A New Sherlock Story

Imagine uncovering a previously unknown play by Shakespeare, or finding the sheet music to a long lost composition by Mozart.  That might give you an idea of the reaction of ardent Sherlock Holmes fans, like me, to the discovery of a forgotten story about the great consulting detective of Baker Street by Sir Arthur Conan Doyle.

Sherlock Holmes is one of the greatest and most enduring literary characters ever created — the fact that he continues to be featured in films, television shows, and books written by authors who find him irresistible tells you all you need to know — and the novels and short stories penned by Doyle are a magical read.  The depiction of foggy, class-conscious Victorian England, the warm, humorous friendship between the stiff-necked but loyal Dr. Watson and the brilliant Holmes, and the insights into the art of deduction make the stories a delight, worth reading again and again.  If you haven’t read them you really should.

The new piece, which can be read in its entirety through the link above, was written by Doyle in 1904 as part of an effort to fund a bridge in a Scottish town.  It’s something of a lampoon of the Holmes stories, with references to tantalizing unknown adventures and Holmes’ explanation of his absurd deductions about Watson’s trip to Scotland.

Doyle’s relationship with his most famous creation was complicated.  He felt the insistent demand for more Holmes stories was interfering with his other writings, and he notoriously killed off the detective in a story published in 1893.  The demand for more stories never ended, however, and Doyle resurrected the character in 1903 — shortly before the new piece was written.  He went on to write many more Holmes stories.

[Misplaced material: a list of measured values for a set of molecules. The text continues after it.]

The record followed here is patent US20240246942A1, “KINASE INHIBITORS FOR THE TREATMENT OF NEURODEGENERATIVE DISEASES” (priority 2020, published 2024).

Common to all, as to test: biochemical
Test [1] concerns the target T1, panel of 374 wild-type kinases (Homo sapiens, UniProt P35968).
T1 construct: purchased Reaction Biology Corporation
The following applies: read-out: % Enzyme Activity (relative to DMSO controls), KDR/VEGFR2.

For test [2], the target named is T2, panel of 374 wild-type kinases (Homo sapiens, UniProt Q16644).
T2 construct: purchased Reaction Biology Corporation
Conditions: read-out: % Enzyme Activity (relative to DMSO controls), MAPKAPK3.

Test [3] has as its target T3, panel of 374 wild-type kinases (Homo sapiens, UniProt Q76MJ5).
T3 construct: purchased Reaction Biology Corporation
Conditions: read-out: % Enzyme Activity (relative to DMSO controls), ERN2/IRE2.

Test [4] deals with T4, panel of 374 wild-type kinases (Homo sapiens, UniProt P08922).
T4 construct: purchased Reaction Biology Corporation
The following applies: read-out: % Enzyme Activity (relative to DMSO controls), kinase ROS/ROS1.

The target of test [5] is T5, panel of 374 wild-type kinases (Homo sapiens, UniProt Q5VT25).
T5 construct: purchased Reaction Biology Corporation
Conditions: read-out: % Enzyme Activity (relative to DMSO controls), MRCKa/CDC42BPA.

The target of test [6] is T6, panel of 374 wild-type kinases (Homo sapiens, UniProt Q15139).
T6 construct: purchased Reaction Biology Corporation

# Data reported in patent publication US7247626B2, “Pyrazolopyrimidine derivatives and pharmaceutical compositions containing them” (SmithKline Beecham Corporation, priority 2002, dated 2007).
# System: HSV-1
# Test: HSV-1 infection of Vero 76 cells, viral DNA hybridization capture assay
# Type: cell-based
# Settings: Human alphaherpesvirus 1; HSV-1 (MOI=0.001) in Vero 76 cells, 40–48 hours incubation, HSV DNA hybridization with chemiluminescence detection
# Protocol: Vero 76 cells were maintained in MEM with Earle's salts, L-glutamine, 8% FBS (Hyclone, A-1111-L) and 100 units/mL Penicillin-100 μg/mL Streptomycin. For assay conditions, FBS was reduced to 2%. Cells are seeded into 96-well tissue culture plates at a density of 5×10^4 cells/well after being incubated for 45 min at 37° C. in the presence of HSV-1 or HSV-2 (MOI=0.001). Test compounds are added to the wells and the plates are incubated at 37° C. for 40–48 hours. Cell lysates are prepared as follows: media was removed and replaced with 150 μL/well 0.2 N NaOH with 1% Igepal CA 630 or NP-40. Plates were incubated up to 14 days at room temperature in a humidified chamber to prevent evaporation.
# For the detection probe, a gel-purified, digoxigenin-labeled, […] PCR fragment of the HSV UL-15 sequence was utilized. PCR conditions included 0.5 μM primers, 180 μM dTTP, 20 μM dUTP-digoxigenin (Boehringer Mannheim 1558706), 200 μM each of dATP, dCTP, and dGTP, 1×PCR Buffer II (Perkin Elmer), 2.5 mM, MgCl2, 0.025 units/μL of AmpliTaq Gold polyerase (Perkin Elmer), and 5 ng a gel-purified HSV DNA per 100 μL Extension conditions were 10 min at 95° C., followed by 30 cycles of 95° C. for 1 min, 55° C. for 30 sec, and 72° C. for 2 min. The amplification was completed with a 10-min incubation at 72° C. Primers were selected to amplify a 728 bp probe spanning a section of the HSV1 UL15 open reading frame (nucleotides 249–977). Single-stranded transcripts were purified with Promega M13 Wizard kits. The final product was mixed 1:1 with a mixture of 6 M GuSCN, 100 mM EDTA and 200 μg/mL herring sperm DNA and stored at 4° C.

By 1904, Doyle was reconciled to the fact that he would always be known primarily as the man who created Sherlock Holmes, and I think his recognition of that reality comes through in the introduction and humor of the newly found tale.  There are worse things, he realized, than inventing an immortal detective and his equally immortal sidekick.

Sherlock Holmes And The Bag Of Dog Poop

Recently, when we’ve taken our morning walks around the Yantis Loop, Penny, Kasey, and I have often found unwelcome surprises at various places along the fence line.  They are bags of dog poop, carefully tied off yet left on the top of the fence posts.  I pick them up, carry them to the next disposal container, and toss them in.  And I always wonder:  who in the heck would do such a thing?

In The Sign of the Four, Sherlock Holmes explained, “when you have eliminated the impossible, whatever remains, however improbable, must be the truth.”  What can we deduce from the poop bags?  First, we know the culprit has a dog and is sufficiently mobile to make it to various places along the Yantis Loop track; cat lovers, the physically infirm, and agoraphobes therefore need not apply.  Second, we know that the perpetrator has to be tall enough to reach the top of the three-foot-high fence posts and have the eye-hand coordination to tie off a bag of poop, which eliminates infants, toddlers, and the pooping dogs themselves.  Third, the miscreant can’t be a total jerk; if they were a complete reprobate they wouldn’t bag the poop in the first place.  Ergo, they must have some sense of social obligation.  Finally, the poop bags are small, suggesting that the dog is a tiny, yapper dog, the kind that most men despise.